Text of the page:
Civil Case Stages

A typical Civil case would go through the following stages:

Institution Phase

  • Institution of suit
  • Issue and service of summons
  • Appearance of defendant
  • Written statement, and set-off claims by defendant
  • Replication'Rejoinder by Plaintiff
  • Framing of Issues

Trial Phase

  • Plaintiff Evidence
  • Cross-Examination of Plaintiff Evidence
  • Defendant Evidence
  • Cross-Examination of Defendant Evidence
  • Final Argument

Judgement Phase

  • Judgement/Decree
  • Review of Decree
  • Appeal
  • Execution of Decree

Institution of suit:

Every suit is commenced when the plaintiff files a plaint to the court. Plaint is filed as a pleading. The case is registered by the court and logged in its records. It is possible that court decides to consolidate the suit with an ongoing trial as well.

Contents of the Plaint

The plaint should contain the following:

  • name of the court where suit is brought
  • name, decryption, and place of residence of plaintiff
  • name, decryption, and place of residence of defendant
  • where the plaintiff or the defendant is a minor or a person of unsound mind, a statement to that effect;
  • the facts constituting the cause of action and when it arose;
  • the facts showing that the Court has jurisdiction;
  • the relief which the plaintiff claims;
  • where the plaintiff has allowed a set-off or relinquished a portion of his claim, the amount so allowed or relinquished; and
  • a statement of the value of the subject-matter of the suit for the purposes of jurisdiction and of court fees, so far as the case admits.
  • In money suits - the damages (in form of money)
  • Identification of property if the subject matter of suit is related to immovable property.
  • Proof of defendant's liability.
  • Relief which the plaintiff seeks
  • List of documents being submitted with the plaint.

Plaint review

The court will review the plaint and can reject the plaint in following situations:

  • where it does not disclose a cause of action;
  • where the relief claimed is undervalued, and the plaintiff, on being required by the Court to correct the valuation within a time to be fixed by the Court, fails to do so;
  • where the relief claimed is properly valued, but the plaint is returned upon paper insufficiently stamped, and the plaintiff, on being required by the Court to supply the requisite stamp-paper within a time to be fixed by the Court, fails to do so;
  • where the suit appears from the statement in the plaint to be barred by any law

Issue and service of summons

Once the suit is registered, summons are send to the defendant to appear in court on a specified date. The summons shall be signed by the judge and sealed with the seal of court. The summons is accompanied by plaint as well.

The court, if sees fit, may also require the plaintiff to be present as well during the appearance of defendant.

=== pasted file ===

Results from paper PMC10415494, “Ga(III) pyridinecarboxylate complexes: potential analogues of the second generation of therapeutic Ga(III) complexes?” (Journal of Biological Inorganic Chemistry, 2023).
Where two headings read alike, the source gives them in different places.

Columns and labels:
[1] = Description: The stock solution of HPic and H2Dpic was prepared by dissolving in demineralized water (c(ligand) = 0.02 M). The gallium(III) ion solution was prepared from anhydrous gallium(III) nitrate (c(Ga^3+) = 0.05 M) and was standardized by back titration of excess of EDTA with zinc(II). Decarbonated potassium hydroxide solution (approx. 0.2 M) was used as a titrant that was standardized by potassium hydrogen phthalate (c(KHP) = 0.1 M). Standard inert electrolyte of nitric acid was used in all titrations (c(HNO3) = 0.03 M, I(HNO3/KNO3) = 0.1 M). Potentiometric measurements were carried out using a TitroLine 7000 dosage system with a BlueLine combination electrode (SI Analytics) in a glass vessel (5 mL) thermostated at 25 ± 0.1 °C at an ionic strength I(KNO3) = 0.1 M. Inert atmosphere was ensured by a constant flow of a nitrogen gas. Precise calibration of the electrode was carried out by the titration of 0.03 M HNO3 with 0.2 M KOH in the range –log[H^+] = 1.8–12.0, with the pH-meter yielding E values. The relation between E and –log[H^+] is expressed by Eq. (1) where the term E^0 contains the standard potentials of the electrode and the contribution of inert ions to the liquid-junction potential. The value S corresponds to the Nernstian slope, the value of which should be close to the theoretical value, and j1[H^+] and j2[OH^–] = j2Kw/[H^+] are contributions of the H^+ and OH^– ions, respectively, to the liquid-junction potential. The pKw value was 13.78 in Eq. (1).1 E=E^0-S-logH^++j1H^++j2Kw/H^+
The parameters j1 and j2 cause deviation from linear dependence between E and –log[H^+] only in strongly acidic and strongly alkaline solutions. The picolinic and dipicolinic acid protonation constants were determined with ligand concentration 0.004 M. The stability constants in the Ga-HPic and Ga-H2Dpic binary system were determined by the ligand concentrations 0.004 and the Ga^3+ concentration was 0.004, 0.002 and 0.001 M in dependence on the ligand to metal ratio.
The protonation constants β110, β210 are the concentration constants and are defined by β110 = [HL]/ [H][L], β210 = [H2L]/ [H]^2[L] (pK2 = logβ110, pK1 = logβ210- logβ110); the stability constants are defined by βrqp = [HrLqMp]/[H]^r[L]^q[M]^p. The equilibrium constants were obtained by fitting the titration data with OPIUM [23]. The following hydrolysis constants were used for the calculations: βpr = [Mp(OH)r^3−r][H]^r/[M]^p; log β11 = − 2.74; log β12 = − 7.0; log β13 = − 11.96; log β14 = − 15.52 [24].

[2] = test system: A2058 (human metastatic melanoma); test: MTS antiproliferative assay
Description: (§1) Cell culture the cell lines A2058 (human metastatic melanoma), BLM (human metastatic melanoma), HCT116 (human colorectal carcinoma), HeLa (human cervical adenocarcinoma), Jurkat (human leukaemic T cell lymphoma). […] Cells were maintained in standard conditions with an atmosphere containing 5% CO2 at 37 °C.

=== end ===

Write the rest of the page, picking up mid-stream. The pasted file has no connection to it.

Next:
The court may require the party to appear in person only if they

  • They reside within the local limits or the court's ordinary jurisdiction
  • They reside at place less than fifty or (where there is railway or steamer communication or other established public conveyance for five-sixths of the distance between the place where he resides and the place where the Court is situate) less than two hundred miles distance from the Court-house

If the defendant is not required to appear in person then the defendant may send a pleader to represent his case.

Summons for final disposition

If the court deems fit, the summons can be sent for final disposition (instead of settling the issues). If the summons is sent for the final disposition, then the summons would mention this and would also direct the defendant to produce all the documents, evidence, and witnesses to support his case.

Appearance of Defendant

The defendant needs to appear in the court either personally, or by a representative on the date mentioned in the summons. If the summons was for final disposal, then the defendant needs to present evidence, documents, and any witnesses to support his case.

Written Statement, set-off and claims by defendant

The defendant needs to submit a written statement on or before the day of appearance. The defendant can also claim a set-off or can make a counter-claim in his written statement. If the defendant does not file written statement then court may take the decision based on plaint itself. If the court requires that the written statement must be filed, and defendant does not do so, then the court may take an decision against the defendant.

Contents of the Written statement

If the defendant relies on any document for his/her defense, set-off, or counter-claim, then those documents should be mentioned in a list and attached along with the written statement. These documents are supposed to be presented to court with the written statement. If the defendant does not possess those documents then he/she should specify in whose possession those documents are.

It should be noted that if any document is not mentioned in the list, it cannot be accepted as evidence in the court unless specifically allowed by the court.

The written statement must individually address all the allegations that the defendant does not agree with in the plaint.

The written statement should also mention the amount claimed by the defendant as set-off claim.

Replication/Rejoinder by Plaintiff

The written statement can also include the details of counter-claim. This counter-claim is treated as plaint. All the documents upon which the counter claim is based should be presented to the court with the counter-claim. The plaintiff may file a written statement against the counter-claim.

Examination of parties by Court